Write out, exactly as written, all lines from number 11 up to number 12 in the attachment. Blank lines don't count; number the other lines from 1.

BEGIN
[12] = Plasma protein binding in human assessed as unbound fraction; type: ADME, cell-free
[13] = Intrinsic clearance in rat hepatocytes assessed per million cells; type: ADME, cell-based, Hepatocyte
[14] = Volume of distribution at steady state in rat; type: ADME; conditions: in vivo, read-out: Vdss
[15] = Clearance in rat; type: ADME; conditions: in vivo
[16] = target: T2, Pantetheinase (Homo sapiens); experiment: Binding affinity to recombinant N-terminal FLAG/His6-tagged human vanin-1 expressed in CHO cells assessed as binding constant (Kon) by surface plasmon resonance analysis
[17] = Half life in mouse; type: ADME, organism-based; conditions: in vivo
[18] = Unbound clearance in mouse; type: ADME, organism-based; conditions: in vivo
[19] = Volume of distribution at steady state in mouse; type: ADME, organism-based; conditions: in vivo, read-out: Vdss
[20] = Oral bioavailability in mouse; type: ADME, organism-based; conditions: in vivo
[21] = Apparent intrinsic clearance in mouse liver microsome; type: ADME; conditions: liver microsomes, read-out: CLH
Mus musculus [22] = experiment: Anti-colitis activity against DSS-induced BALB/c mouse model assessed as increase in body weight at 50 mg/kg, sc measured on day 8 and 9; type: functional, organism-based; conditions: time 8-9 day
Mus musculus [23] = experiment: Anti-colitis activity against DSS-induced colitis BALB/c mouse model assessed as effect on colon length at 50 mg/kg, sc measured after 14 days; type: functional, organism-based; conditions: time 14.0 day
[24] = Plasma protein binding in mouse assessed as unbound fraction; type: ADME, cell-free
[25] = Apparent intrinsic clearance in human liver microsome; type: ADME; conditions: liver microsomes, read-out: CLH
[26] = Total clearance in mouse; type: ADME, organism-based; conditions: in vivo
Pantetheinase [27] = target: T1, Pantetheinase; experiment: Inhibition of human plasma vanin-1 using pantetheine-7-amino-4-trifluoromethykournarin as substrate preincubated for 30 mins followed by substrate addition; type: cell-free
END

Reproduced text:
Mus musculus [22] = experiment: Anti-colitis activity against DSS-induced BALB/c mouse model assessed as increase in body weight at 50 mg/kg, sc measured on day 8 and 9; type: functional, organism-based; conditions: time 8-9 day
Mus musculus [23] = experiment: Anti-colitis activity against DSS-induced colitis BALB/c mouse model assessed as effect on colon length at 50 mg/kg, sc measured after 14 days; type: functional, organism-based; conditions: time 14.0 day